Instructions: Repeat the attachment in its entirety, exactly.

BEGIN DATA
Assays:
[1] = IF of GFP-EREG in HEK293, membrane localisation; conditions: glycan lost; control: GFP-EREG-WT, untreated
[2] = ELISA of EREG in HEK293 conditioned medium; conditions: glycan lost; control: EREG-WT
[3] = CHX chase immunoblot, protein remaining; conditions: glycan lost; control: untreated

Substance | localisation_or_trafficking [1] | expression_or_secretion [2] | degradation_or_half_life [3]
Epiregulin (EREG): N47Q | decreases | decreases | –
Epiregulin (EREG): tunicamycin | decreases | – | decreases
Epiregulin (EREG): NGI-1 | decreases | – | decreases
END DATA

Assays:
[1] = IF of GFP-EREG in HEK293, membrane localisation; conditions: glycan lost; control: GFP-EREG-WT, untreated
[2] = ELISA of EREG in HEK293 conditioned medium; conditions: glycan lost; control: EREG-WT
[3] = CHX chase immunoblot, protein remaining; conditions: glycan lost; control: untreated

Substance | localisation_or_trafficking [1] | expression_or_secretion [2] | degradation_or_half_life [3]
Epiregulin (EREG): N47Q | decreases | decreases | –
Epiregulin (EREG): tunicamycin | decreases | – | decreases
Epiregulin (EREG): NGI-1 | decreases | – | decreases